Mahindra Logistics has temporarily halted its acquisition-driven growth strategy for the next 12 months to focus on enhancing profitability, which has been affected by investments made in inorganic expansion over the past three years, Rampraveen Swaminathan, MD and CEO, told businessline.
Its yearly profits fell 21 per cent to Rs 27.42 crore in FY23 from Rs 34.57 crore in FY22, while net revenues shot up 25.6 per cent to Rs 5,128.29 crore, as against Rs 4,083.03 crore a year before.
“In recent years, we made three acquisitions in line with transforming 3PL; we want to build our cross-border express, last mile, and reinvent and reimagine mobility. For now, our decks are set, and we will scale them, sweat them out; therefore, there is no intent or outbound interest in further acquisitions in the near- to short-term, or near to mid-term,” he said. The end-to-end third party logistics (3PL) solution provider has spent close to Rs 347.4 crore in acquiring the businesses, and is planning to scale it up in the coming 12 months.
Its list of acquisitions include a 60 per cent stake in ZipZap Logistics Pvt Ltd, a last-mile logistics service provider, for about Rs 72 crore; a 100 per cent stake in the B2B express business of Rivigo Services, a logistics firm, for Rs 225 crore; and a 100 per cent equity capital acquisition of Meru Cabs, a ride-sharing company, from its parent Mahindra & Mahindra (M&M). The all-cash deal size is Rs 50.4 crore.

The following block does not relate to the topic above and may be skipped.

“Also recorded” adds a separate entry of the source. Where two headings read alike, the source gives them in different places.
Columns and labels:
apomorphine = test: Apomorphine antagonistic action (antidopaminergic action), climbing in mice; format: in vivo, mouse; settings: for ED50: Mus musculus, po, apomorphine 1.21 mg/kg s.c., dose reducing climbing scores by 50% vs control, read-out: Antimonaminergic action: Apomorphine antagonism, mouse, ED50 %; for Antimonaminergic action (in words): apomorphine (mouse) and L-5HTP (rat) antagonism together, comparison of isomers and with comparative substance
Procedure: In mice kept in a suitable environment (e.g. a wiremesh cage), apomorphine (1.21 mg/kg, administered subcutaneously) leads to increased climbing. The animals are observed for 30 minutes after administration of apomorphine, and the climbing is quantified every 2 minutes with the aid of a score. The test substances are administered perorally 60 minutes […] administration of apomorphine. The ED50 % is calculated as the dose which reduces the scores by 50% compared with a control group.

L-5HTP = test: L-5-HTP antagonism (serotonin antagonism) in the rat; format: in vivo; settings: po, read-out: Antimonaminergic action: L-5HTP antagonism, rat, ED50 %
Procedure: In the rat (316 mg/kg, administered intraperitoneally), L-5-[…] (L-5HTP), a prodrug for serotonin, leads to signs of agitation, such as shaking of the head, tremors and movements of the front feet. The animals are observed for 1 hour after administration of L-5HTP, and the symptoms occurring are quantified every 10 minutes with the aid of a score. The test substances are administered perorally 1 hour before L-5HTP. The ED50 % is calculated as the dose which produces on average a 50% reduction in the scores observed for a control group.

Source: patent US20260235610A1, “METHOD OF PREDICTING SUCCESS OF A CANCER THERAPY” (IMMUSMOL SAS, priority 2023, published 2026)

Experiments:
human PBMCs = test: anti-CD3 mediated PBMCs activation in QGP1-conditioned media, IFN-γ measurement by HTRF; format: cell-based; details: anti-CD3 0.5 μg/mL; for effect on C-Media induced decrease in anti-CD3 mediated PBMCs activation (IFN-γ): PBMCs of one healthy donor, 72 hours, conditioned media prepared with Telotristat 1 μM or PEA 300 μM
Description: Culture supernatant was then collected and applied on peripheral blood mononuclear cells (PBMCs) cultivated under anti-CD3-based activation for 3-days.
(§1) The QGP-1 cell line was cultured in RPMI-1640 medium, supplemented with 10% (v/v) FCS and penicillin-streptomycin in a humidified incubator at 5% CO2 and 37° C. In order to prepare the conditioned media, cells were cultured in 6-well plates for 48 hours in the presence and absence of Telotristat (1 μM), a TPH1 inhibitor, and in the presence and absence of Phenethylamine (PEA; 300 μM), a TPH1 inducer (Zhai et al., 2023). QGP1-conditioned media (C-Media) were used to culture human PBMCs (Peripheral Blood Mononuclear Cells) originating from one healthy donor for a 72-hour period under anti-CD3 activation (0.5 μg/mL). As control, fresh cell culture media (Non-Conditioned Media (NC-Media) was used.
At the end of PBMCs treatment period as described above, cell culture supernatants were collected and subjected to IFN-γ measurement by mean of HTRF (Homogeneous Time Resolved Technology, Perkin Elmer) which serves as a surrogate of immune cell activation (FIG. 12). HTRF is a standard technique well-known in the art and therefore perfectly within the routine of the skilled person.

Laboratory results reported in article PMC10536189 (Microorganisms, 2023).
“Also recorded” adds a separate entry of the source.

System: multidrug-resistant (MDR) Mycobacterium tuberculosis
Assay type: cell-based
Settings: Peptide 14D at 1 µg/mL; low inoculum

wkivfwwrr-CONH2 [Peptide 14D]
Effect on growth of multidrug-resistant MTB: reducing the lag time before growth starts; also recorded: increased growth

Although the company isn’t exploring any inorganic deals, “if an interesting opportunity comes up, we will look at it,” he added.
On the revenue front, the logistics player is confident of clocking a turnover of Rs 10,000 crore by FY26. “We saw growth coming from automotive and discrete manufacturing; however, the consumer and e-commerce businesses grew slightly slower as a result of the cyclic dip.”
Expansion across segments
The company plans to add close to 2 to 2.5 million square feet of warehousing space annually, and todevelop around 30 million square feet by FY27, given that the existing level of growth is sustained, he said. Currently, it has 19 million square feet of warehouse space across the country.
Additionally, it will continue to expand its EV cargo fleet. “Probably around 20 per cent of our last mile is EV, and another 10 to 15 per cent is CNG; we intend to have a 40 per cent electric fleet by 2026 i.e., we plan to have 3,000-4,000 EVs.”
Currently, its electric cargo fleet has 1,300 EVs owned by the company; once it crosses the threshold of 2,000 EVs, the company will opt for a partner model, the MD noted.
In fact, the company has, in the recent past, introduced a four-wheeler offering, allowing it to carry more volume, and is now working to launch a two-wheeler offering soon.
“We arepiloting a two-wheeler-based electric vehicle service. Our view is to provide two-wheeler, three-wheeler, and four-wheeler-based assets to optimise our services.”
Overall, the company estimates its annual capex to be around 2 per cent of its topline for the next four to five years. “We think our existing model doesn’t require more than our estimates.” While it continues to invest in EVs and CNGs, Mahindra Logistics is also piloting LNG, and is in the process of looking at some hydrogen-based platforms for line haul.